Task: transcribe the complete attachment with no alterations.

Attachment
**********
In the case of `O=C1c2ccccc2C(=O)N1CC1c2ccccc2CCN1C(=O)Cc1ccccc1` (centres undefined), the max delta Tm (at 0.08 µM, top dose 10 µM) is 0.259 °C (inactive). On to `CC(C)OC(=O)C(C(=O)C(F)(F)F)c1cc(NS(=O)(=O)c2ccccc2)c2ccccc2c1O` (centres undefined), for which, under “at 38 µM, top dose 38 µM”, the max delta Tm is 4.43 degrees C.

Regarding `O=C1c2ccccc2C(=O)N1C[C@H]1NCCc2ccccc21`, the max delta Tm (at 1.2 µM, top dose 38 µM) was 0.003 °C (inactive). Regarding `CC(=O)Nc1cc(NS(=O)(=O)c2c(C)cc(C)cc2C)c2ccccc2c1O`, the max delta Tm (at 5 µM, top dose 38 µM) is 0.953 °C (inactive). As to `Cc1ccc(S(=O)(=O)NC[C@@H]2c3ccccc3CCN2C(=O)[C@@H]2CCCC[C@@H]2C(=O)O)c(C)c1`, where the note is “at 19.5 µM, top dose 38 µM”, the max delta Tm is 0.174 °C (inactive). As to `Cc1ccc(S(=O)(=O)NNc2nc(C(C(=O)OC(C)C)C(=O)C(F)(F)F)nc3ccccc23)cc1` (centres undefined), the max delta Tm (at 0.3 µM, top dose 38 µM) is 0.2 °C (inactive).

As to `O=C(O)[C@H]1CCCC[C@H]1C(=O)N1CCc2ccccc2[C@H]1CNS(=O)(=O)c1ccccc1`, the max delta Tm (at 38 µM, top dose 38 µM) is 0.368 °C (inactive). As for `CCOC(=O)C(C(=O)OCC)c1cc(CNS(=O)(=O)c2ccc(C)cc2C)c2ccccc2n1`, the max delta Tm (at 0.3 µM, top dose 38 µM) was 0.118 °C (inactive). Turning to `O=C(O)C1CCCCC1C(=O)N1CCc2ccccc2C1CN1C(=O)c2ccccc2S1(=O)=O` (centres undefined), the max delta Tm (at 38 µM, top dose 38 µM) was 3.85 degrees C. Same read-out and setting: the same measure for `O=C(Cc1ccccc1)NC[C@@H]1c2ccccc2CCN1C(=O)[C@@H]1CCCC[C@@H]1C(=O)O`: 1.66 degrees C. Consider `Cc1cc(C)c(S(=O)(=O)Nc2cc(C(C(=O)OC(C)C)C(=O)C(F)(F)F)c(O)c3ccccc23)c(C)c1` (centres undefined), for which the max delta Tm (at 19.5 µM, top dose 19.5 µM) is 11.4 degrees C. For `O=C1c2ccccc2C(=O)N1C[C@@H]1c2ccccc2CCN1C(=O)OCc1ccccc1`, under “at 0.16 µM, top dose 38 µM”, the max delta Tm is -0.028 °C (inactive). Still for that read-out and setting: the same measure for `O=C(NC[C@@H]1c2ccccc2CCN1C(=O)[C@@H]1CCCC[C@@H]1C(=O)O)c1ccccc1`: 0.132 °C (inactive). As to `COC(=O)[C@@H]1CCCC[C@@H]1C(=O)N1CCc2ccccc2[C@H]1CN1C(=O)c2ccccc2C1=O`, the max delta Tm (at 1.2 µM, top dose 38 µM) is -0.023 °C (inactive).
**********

In the case of `O=C1c2ccccc2C(=O)N1CC1c2ccccc2CCN1C(=O)Cc1ccccc1` (centres undefined), the max delta Tm (at 0.08 µM, top dose 10 µM) is 0.259 °C (inactive). On to `CC(C)OC(=O)C(C(=O)C(F)(F)F)c1cc(NS(=O)(=O)c2ccccc2)c2ccccc2c1O` (centres undefined), for which, under “at 38 µM, top dose 38 µM”, the max delta Tm is 4.43 degrees C.

Regarding `O=C1c2ccccc2C(=O)N1C[C@H]1NCCc2ccccc21`, the max delta Tm (at 1.2 µM, top dose 38 µM) was 0.003 °C (inactive). Regarding `CC(=O)Nc1cc(NS(=O)(=O)c2c(C)cc(C)cc2C)c2ccccc2c1O`, the max delta Tm (at 5 µM, top dose 38 µM) is 0.953 °C (inactive). As to `Cc1ccc(S(=O)(=O)NC[C@@H]2c3ccccc3CCN2C(=O)[C@@H]2CCCC[C@@H]2C(=O)O)c(C)c1`, where the note is “at 19.5 µM, top dose 38 µM”, the max delta Tm is 0.174 °C (inactive). As to `Cc1ccc(S(=O)(=O)NNc2nc(C(C(=O)OC(C)C)C(=O)C(F)(F)F)nc3ccccc23)cc1` (centres undefined), the max delta Tm (at 0.3 µM, top dose 38 µM) is 0.2 °C (inactive).

As to `O=C(O)[C@H]1CCCC[C@H]1C(=O)N1CCc2ccccc2[C@H]1CNS(=O)(=O)c1ccccc1`, the max delta Tm (at 38 µM, top dose 38 µM) is 0.368 °C (inactive). As for `CCOC(=O)C(C(=O)OCC)c1cc(CNS(=O)(=O)c2ccc(C)cc2C)c2ccccc2n1`, the max delta Tm (at 0.3 µM, top dose 38 µM) was 0.118 °C (inactive). Turning to `O=C(O)C1CCCCC1C(=O)N1CCc2ccccc2C1CN1C(=O)c2ccccc2S1(=O)=O` (centres undefined), the max delta Tm (at 38 µM, top dose 38 µM) was 3.85 degrees C. Same read-out and setting: the same measure for `O=C(Cc1ccccc1)NC[C@@H]1c2ccccc2CCN1C(=O)[C@@H]1CCCC[C@@H]1C(=O)O`: 1.66 degrees C. Consider `Cc1cc(C)c(S(=O)(=O)Nc2cc(C(C(=O)OC(C)C)C(=O)C(F)(F)F)c(O)c3ccccc23)c(C)c1` (centres undefined), for which the max delta Tm (at 19.5 µM, top dose 19.5 µM) is 11.4 degrees C. For `O=C1c2ccccc2C(=O)N1C[C@@H]1c2ccccc2CCN1C(=O)OCc1ccccc1`, under “at 0.16 µM, top dose 38 µM”, the max delta Tm is -0.028 °C (inactive). Still for that read-out and setting: the same measure for `O=C(NC[C@@H]1c2ccccc2CCN1C(=O)[C@@H]1CCCC[C@@H]1C(=O)O)c1ccccc1`: 0.132 °C (inactive). As to `COC(=O)[C@@H]1CCCC[C@@H]1C(=O)N1CCc2ccccc2[C@H]1CN1C(=O)c2ccccc2C1=O`, the max delta Tm (at 1.2 µM, top dose 38 µM) is -0.023 °C (inactive).